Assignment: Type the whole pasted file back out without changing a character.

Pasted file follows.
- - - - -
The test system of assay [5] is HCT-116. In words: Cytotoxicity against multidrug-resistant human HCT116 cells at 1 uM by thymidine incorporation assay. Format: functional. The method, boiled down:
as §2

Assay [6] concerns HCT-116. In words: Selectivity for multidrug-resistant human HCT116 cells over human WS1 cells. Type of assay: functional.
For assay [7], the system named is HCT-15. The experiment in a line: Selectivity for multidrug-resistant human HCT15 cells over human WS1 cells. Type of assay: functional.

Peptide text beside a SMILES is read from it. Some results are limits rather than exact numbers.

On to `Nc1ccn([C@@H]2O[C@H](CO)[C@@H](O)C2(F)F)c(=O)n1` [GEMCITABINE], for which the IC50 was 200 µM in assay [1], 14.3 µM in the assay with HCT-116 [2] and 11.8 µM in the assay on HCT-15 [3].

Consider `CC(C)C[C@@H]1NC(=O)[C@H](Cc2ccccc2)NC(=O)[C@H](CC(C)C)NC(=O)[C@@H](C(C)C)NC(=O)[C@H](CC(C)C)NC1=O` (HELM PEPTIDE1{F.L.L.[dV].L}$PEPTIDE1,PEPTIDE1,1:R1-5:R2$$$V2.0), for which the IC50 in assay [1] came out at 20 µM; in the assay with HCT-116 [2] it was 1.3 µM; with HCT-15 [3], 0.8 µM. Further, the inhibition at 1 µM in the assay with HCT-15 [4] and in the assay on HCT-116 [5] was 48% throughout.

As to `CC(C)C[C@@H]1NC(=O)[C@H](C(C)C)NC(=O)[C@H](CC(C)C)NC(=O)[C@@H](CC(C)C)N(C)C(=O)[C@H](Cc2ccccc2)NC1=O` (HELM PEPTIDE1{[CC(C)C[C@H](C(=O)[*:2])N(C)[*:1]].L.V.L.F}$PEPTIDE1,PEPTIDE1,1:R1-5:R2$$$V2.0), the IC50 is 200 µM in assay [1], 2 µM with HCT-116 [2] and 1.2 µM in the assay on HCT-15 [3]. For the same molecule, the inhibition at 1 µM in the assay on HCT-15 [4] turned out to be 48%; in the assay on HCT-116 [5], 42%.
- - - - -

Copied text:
The test system of assay [5] is HCT-116. In words: Cytotoxicity against multidrug-resistant human HCT116 cells at 1 uM by thymidine incorporation assay. Format: functional. The method, boiled down:
as §2

Assay [6] concerns HCT-116. In words: Selectivity for multidrug-resistant human HCT116 cells over human WS1 cells. Type of assay: functional.
For assay [7], the system named is HCT-15. The experiment in a line: Selectivity for multidrug-resistant human HCT15 cells over human WS1 cells. Type of assay: functional.

Peptide text beside a SMILES is read from it. Some results are limits rather than exact numbers.

On to `Nc1ccn([C@@H]2O[C@H](CO)[C@@H](O)C2(F)F)c(=O)n1` [GEMCITABINE], for which the IC50 was 200 µM in assay [1], 14.3 µM in the assay with HCT-116 [2] and 11.8 µM in the assay on HCT-15 [3].

Consider `CC(C)C[C@@H]1NC(=O)[C@H](Cc2ccccc2)NC(=O)[C@H](CC(C)C)NC(=O)[C@@H](C(C)C)NC(=O)[C@H](CC(C)C)NC1=O` (HELM PEPTIDE1{F.L.L.[dV].L}$PEPTIDE1,PEPTIDE1,1:R1-5:R2$$$V2.0), for which the IC50 in assay [1] came out at 20 µM; in the assay with HCT-116 [2] it was 1.3 µM; with HCT-15 [3], 0.8 µM. Further, the inhibition at 1 µM in the assay with HCT-15 [4] and in the assay on HCT-116 [5] was 48% throughout.

As to `CC(C)C[C@@H]1NC(=O)[C@H](C(C)C)NC(=O)[C@H](CC(C)C)NC(=O)[C@@H](CC(C)C)N(C)C(=O)[C@H](Cc2ccccc2)NC1=O` (HELM PEPTIDE1{[CC(C)C[C@H](C(=O)[*:2])N(C)[*:1]].L.V.L.F}$PEPTIDE1,PEPTIDE1,1:R1-5:R2$$$V2.0), the IC50 is 200 µM in assay [1], 2 µM with HCT-116 [2] and 1.2 µM in the assay on HCT-15 [3]. For the same molecule, the inhibition at 1 µM in the assay on HCT-15 [4] turned out to be 48%; in the assay on HCT-116 [5], 42%.